Jet Airways Representations

  1. Our Office received several submissions from the respondent detailing how it had responded to the access request and the exemptions under the Act it believed permitted it to refuse providing any further information to the complainant.
  2. In particular, while the respondent confirmed it had provided the complainant access to her PNR, it stated that it would not be able to provide any further information, such as materials related to the incident, due to paragraphs 9(3)(a) and 9(3)(d) of the Act (see relevant sections below).
(i) Timeliness of Response
  1. With respect to the respondent’s failure to respond to the access request within the prescribed 30-day time period, the respondent advised our Office that it did not do so since it was “apprehending this issue being spilled over into court, as specified by the complainant in their legal notices”. Also, the respondent had not notified of an extension within 30 days of the access request, as the “information requested was directly sent to our lawyers and company representatives…it was presumed to be confidential and privileged under section 9(3)(a).”
  2. After our Office issued its PRI in this matter, the respondent also indicated, for the first time, that one of its staff had been on medical leave when the access request was received, which prevented it from responding in a timely fashion to the request. Additionally, the respondent indicated that before it could share the required information, the complainant had sent notices referring to potential proceedings before another regulatory agency. As such, the respondent considered this to be a “formal legal notice”, which entitled it to withhold the information that had been requested. The respondent also noted that, in any event, the complainant had already obtained access to the police occurrence report relating to the incident through other means.
(ii) Paragraph 9(3)(a) - Solicitor-Client Privilege
  1. The respondent stated that paragraph 9(3)(a) of the Act applied to the documents cited above in paragraph 15 as the documents were internal, confidential, and were covered either by legal advice or litigation privilege. In particular, the respondent pointed to the complainant’s demand for compensation and the correspondence sent by the complainant’s representative which referred to the potential for legal proceedings. The respondent took the view that litigation between the parties was a distinct possibility and that if it disclosed the requested documents, they would be used against it, particularly in proceedings before another regulatory agency.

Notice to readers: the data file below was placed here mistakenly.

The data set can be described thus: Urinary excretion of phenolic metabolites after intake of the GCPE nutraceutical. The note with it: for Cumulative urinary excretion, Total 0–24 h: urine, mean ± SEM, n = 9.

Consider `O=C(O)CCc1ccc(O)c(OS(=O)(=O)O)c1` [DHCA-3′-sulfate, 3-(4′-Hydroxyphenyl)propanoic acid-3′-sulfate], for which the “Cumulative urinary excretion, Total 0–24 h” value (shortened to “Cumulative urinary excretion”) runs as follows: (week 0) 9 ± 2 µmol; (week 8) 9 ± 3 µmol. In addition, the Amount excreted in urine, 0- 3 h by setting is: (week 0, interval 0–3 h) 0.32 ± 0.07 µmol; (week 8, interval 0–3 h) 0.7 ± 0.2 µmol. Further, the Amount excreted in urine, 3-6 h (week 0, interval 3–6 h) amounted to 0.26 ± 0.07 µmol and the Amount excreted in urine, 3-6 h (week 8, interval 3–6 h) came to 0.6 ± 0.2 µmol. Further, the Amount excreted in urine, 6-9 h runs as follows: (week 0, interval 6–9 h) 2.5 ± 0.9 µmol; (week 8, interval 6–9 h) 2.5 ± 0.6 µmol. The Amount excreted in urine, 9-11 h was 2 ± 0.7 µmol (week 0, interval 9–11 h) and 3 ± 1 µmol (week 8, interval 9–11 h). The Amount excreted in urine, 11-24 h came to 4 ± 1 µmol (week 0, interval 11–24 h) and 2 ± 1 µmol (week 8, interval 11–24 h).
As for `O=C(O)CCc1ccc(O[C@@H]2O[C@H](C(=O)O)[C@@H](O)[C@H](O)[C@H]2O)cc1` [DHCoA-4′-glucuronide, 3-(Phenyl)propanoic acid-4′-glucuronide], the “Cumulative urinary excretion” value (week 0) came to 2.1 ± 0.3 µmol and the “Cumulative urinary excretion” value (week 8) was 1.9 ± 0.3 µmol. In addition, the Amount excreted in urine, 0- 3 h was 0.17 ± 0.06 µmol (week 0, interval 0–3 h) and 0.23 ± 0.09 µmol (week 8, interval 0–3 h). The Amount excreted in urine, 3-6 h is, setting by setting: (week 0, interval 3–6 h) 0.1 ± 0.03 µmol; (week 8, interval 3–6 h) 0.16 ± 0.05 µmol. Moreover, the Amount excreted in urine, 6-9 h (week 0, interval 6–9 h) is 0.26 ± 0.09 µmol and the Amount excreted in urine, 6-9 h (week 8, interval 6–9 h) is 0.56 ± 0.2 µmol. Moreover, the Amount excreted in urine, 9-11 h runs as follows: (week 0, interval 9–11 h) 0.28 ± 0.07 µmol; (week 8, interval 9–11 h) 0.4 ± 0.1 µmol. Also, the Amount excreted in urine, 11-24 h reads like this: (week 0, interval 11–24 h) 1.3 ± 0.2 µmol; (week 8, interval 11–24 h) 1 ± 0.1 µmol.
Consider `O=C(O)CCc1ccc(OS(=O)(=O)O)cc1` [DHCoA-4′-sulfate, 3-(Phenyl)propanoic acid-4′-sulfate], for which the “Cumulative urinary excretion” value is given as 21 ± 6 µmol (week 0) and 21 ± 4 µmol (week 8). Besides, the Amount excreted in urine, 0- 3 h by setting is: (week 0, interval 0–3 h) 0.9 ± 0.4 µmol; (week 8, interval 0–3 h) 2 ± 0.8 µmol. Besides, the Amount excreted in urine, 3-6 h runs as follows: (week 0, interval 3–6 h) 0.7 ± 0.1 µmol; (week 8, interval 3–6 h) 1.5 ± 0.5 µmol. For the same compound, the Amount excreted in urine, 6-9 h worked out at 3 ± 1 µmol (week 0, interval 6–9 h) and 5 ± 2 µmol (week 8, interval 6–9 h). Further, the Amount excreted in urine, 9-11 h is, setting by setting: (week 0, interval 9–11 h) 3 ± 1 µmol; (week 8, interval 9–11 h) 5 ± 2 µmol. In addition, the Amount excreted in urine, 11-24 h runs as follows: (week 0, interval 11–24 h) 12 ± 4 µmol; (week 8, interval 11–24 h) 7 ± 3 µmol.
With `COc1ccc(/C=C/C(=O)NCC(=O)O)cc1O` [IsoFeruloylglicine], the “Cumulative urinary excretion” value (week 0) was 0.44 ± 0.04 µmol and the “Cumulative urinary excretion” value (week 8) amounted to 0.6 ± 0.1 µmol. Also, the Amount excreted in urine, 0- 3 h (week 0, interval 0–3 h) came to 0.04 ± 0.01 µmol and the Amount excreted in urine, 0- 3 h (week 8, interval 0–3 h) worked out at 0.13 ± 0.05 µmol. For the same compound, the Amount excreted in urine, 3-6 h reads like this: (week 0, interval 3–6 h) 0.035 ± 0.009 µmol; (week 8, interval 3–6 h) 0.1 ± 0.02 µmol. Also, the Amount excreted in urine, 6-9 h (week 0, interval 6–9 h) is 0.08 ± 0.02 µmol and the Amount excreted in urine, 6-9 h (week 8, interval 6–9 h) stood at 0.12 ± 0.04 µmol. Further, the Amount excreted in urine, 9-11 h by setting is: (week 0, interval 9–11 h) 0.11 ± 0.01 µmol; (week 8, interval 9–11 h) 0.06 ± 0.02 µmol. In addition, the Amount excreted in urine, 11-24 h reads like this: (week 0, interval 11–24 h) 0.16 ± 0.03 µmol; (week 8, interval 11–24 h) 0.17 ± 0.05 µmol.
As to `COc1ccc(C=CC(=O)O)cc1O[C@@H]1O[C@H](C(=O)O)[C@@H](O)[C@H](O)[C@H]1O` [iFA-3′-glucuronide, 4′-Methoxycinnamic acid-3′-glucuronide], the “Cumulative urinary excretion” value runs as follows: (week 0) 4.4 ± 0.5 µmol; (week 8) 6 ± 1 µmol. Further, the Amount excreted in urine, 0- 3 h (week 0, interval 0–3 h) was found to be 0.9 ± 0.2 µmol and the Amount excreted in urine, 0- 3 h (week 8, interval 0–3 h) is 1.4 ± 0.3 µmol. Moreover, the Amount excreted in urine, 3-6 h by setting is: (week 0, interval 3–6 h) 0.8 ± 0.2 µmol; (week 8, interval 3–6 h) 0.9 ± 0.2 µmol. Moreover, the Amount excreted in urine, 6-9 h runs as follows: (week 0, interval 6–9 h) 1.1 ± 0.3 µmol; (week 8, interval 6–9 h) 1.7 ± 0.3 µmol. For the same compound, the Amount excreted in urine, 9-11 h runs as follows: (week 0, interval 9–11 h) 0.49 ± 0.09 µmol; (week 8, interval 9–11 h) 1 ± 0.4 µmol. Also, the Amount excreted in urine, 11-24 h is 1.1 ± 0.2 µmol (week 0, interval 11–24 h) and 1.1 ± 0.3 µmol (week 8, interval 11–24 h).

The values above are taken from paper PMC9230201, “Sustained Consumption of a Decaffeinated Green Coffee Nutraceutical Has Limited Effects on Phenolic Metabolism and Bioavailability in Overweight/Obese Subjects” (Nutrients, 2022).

2. In support of applying paragraph 9(3)(a) to the access request, the respondent submitted two Court decisions it considered directly applicable. First, the respondent referred our Office to the Federal Court decision in Privacy Commissioner of Canada v. Air Canada (“Air Canada”) which, among other things, considered whether an incident report created by Air Canada in relation to an onboard incident was subject to litigation privilege. The respondent submitted that, similar to its case, an “incident which arises onboard a flight could result in either of the parties instituting various proceedings against the passenger, or vice versa,” and as a result, “comes within the category of privileged documents.”
  3. The respondent also referred our Office to the Supreme Court’s decision in Privacy Commissioner of Canada v. Blood Tribe Department of Health (“Blood Tribe”) and Air Canada for the proposition that our Office neither had the authority to compel an organization to produce documents over which a claim of solicitor-client privilege had been made, nor to verify organizations’ claims of privilege at first instance.
  4. To obtain further clarification over the nature of the documents that the respondent was withholding, our Office requested, on a voluntary basis, basic information from the respondent about the documents such as the author, date, recipient and purpose for each relevant document that had been withheld. However, the respondent declined to provide this information.
  5. In addition, the respondent informed our Office that it was policy for the organization to treat every incident with the assumption that litigation could occur. Specifically, any document created as a result of an incident is transferred to a separate file, marked ‘counsel’ and forwarded to its legal division. The respondent noted that this procedure does not prevent the organization from resolving issues.
  6. Our Office received a copy of the respondent’s policy but could not find any reference regarding the presumption of litigation every time an incident occurred. When questioned, the respondent stated that:

    “as a matter of process being followed at our end, any grievance addressed by the complainant to the guest relation and all further correspondence and communication undertaken internally with respect to the same are deemed to be considered Privilege [sic] and confidential as there is all probability that it may spill over to a litigation in future. Hence to avoid duplications of the statements as a general practice, Jet Airways do not explicitly label it as Solicitor-Client Privilege documents in their communications.”

  7. In response to our Office’s PRI, the respondent claimed that it did not invoke litigation privilege over all documents generated in relation to an onboard incident. Nevertheless, it submitted that once it had been notified of the potential for legal proceedings – as it had been in this case – it was entitled to invoke litigation privilege.